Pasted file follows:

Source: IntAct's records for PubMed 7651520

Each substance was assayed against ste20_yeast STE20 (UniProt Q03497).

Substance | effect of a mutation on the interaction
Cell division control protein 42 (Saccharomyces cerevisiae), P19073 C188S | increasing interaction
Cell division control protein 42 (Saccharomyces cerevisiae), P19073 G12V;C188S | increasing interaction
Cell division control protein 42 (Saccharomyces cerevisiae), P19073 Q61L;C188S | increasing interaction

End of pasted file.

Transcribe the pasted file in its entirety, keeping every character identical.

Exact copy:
Source: IntAct's records for PubMed 7651520

Each substance was assayed against ste20_yeast STE20 (UniProt Q03497).

Substance | effect of a mutation on the interaction
Cell division control protein 42 (Saccharomyces cerevisiae), P19073 C188S | increasing interaction
Cell division control protein 42 (Saccharomyces cerevisiae), P19073 G12V;C188S | increasing interaction
Cell division control protein 42 (Saccharomyces cerevisiae), P19073 Q61L;C188S | increasing interaction